When I presented a workshop for the lovely Write Place Writing School at the beginning of November, I touched briefly on ‘writing in the now’ and wanted to explore that point further.
As it wouldn’t be fair to share my students’ idea I have come up with a scenario to explain what I mean.
Annie and James meet in university when they join the same band, with Annie as the lead singer and James as the lead guitarist/singer. They are each other’s first love, but at the end of university life they go their separate ways because James decides to move to America to pursue his musical career. Ten years later they meet up again, and James is a huge star, whilst Annie is a backing singer, working to keep a roof over her and her young son’s head. Annie is still hurt that James left her and thought his career more important than their love and she is also angry that he stole the song that they wrote together and which became his biggest hit. She has been too proud to sue him for her rights and is certainly not going to ask him now! It is revealed that James left because he had reason to believe that Annie was cheating on him and he had taken the song as revenge. When he meets Annie’s son, he automatically assumes the child is the other guy’s, but Annie knows better. Not that she’s going to admit that to James after he cheated her out of millions of pounds…
If you were writing the novel to this short summary, where would you begin?
When one of the students came up with a scenario that charted all her hero and heroine’s romantic life, I suggested to her that she would be much better starting the story in the now; at the point where their conflict is about to come to a head.
A chronological story that begins with the hero and heroine falling in love, maybe getting married or living together before conflict rears its ugly head may be more realistic. After all, in real life, falling in love and getting married is generally the easy bit. It’s only after when children and lack of money come along that conflict starts. But if you started at the very beginning, it would make the first chapters rather slow. Of course if your hero and heroine do meet and are immediately faced with a conflict, then it will speed up the pace. But if you’re describing a relationship that began then ended several years before for some reason, the time to start the story is when they meet again.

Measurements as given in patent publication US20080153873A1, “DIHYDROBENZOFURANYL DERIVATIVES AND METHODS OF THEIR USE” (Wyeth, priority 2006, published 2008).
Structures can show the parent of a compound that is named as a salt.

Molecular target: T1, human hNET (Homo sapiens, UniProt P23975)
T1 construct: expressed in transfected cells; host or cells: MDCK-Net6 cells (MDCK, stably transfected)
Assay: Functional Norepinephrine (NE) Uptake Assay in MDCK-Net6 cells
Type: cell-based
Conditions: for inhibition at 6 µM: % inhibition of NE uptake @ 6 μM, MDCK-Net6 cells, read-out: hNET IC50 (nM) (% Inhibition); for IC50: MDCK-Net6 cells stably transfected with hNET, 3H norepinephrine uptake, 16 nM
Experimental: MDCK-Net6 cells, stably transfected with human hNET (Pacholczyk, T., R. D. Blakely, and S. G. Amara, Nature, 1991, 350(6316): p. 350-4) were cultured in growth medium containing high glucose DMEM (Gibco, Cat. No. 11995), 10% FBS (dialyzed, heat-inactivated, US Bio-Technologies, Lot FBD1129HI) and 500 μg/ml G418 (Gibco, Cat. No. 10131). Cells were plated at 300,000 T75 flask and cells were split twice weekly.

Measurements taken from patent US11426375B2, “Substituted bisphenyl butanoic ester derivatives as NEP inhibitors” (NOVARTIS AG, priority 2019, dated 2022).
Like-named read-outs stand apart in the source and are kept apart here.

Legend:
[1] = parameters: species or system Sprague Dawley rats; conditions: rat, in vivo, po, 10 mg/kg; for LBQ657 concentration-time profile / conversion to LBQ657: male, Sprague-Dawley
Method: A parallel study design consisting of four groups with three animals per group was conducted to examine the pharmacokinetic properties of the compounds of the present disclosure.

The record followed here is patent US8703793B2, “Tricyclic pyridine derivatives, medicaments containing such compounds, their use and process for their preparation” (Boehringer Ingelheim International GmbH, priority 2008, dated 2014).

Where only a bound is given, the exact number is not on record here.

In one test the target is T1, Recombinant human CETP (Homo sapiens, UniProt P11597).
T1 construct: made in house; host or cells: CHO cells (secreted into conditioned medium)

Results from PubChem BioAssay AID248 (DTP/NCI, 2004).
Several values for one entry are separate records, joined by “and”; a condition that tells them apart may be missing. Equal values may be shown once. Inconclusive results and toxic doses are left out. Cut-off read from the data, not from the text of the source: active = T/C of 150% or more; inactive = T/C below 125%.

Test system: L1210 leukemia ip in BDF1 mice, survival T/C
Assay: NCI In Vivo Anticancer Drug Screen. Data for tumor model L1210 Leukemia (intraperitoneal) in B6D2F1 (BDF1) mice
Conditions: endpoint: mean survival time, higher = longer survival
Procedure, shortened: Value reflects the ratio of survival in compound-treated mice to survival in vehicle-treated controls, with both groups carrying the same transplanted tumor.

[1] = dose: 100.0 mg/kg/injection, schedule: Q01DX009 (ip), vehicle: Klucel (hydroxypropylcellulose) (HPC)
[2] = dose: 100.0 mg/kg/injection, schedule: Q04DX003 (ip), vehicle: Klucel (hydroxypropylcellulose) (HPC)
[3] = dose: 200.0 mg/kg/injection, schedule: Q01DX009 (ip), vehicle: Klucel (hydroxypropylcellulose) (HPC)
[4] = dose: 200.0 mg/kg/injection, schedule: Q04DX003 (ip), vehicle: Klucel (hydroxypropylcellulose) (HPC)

So if I were writing the story I’ve outlined above, I’d start where Annie and James meet up again, at a recording studio perhaps. I’d introduce the conflict from their past very quickly, whilst also avoiding flashbacks, which also slow down the pace of a story. Let the past come out in dialogue (whilst avoiding ‘information drop’).
There are some novels, particularly family sagas, in which you can start from the year dot – or when the heroine was born – but even they will hint at some conflict. Maybe the hero or heroine has displaced an elder sibling or cousin who was due to inherit. Or there is a question over their parentage that will inform the rest of their lives until such conflict is resolved. Even then the story will more than likely jump forward ten years or so at a time, missing out the boring bits.
It doesn’t matter if you’re writing historical romance. The ‘now’ is the ‘present’ time in any era. So in my novel, Loving Protector, the story starts when the heroine and her family are saved from a highwayman by the dashing hero. So yes, it is the first time they meet and then goes on to chart their romance, but it very quickly sets up the conflict (the heroine’s nasty stepsister) and hints at further conflicts. Plus the romance happens over weeks, not years. I’ve heard criticism about romances that happen too quickly, but to me that’s what writing romantic fiction is about. It’s about falling in love at first sight, but being faced with a conflict that tests that notion.
If every romantic novel had the same pace as a real life romance, then it would be very boring for the reader. It can be done, however. The film by Bernard Slade called Same Time Next Year, starring Alan Alda and Ellen Burstyn, used the conceit of a couple meeting the same time every year to carry on an illicit romance, and it showed how they both changed over the years. But each ‘episode’ of the romance took place at the time they met – in the now - and missed out all the bits in between, simply feeding information to the audience through dialogue.
So try to write in the now, when the real conflict begins. That may well be at the beginning of a romance, but it may be ten years down the line when the hero and heroine meet again and are forced to deal with the problems that parted them before.